I started writing before computers so I still do a lot of planning on paper—no elaborate spreadsheets for me. On a piece of paper I wrote out the physical characteristics of each main character in one column, important facts in another, the names of secondary characters in another. The names of the first group of ladies in "The Spinsters Club" got their own column, and as the series developed, I had to keep track of what spinsters had found their matches—for not each spinster would get her own book. Each contracted book got its own page, and I still refer back to previous books, because I started writing the series in 2009 and it's all too easy to forget details after writing four of the stories. No fact is too small to write down—a throwaway character in the first book might have a pivotal role five books later.

I was well into the first book, which became MAIL ORDER COWBOY, before I got to visit the actual site of my fictional Simpson Creek—and discovered there really had been a community called Simpson Creek on the site. Spooky, huh? While there, I found a historic tree, the Marriage Oak, to use in my third story, THE SHERIFF'S SWEETHEART.

The ladies of my Spinsters' Club have married, had babies, (and in one case, went crazy and lost her life because of loving the wrong man), and the one thing I wish I'd started from the beginning was a comprehensive timeline so I could remember what book happened in what months of what year. It's been useful to visit http://www.timeanddate/com to see when the full moons were, and what date coincided with what day of the week—not because I think most readers care, but because in the heat of writing I may accidentally mention two full moons in one month. I keep a running narrative—also on paper—of several sentences telling what happens in each chapter, including the dates it took place.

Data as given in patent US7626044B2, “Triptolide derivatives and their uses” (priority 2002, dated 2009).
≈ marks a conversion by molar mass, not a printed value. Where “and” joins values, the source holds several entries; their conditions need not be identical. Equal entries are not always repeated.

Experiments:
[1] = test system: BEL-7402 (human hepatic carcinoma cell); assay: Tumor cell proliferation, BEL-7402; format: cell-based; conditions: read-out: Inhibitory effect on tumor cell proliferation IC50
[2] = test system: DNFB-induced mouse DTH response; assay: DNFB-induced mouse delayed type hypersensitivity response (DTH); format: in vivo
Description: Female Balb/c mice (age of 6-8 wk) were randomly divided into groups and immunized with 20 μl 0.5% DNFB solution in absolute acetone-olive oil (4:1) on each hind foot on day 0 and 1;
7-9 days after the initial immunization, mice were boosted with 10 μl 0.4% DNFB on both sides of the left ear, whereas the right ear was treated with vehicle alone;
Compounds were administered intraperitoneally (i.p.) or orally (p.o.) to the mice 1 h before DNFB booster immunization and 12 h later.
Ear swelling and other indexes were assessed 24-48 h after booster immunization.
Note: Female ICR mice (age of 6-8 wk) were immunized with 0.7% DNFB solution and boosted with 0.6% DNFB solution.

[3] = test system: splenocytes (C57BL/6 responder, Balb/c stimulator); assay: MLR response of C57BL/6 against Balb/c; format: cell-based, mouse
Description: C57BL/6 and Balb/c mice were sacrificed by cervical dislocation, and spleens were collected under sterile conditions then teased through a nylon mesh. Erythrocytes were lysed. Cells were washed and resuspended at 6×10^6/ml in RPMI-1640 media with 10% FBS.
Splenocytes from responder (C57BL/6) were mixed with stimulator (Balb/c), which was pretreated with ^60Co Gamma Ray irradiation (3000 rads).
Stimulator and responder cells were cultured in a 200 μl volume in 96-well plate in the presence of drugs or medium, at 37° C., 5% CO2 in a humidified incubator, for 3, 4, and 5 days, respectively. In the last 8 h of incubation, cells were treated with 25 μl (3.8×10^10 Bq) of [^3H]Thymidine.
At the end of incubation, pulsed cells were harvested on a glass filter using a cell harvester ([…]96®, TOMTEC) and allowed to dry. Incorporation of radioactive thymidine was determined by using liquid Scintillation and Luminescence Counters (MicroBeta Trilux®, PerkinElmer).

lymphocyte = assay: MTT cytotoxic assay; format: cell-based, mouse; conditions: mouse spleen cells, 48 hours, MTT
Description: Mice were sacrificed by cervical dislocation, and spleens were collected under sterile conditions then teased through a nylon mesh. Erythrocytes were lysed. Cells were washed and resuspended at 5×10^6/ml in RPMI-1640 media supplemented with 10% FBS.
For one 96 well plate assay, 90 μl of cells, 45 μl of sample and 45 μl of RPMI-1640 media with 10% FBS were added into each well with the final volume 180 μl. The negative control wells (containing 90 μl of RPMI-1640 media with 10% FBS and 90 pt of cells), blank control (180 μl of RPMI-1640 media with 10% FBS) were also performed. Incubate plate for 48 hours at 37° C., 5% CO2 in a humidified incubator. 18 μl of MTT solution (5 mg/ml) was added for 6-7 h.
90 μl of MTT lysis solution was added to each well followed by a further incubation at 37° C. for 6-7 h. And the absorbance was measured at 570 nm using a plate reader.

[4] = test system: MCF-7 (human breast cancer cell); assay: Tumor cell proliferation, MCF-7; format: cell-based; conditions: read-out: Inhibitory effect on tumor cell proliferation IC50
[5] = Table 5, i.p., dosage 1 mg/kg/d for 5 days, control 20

Your mileage may vary if you write a series, but these are the hints that work for me. You may work with elaborate spreadsheets, but I'm a seat-of-the-pants writer and just need a little structure to help me keep from completely flying off into the mist and getting lost.

I hope you'll take the time to have a look at my trailer for THE RANCHER'S COURTSHIP on my website at because it's the coolest thing, I think, that I've ever done for promotion. My videographer, Barbara Hunt of Paperback Flyers, is a genius. She's found images and music that totally fit my story and melded them all into a pleasing minute and thirty seconds that makes you really want to read the book. At least I hope it does! If you're interested in having a trailer made, her prices are very reasonable.

THE RANCHER'S COURTSHIP is available in November wherever books are sold, at online sites such as,,, and Please visit my website at

Thanks, Elaine, for giving me the opportunity to talk about my books!

By Laurie Kingery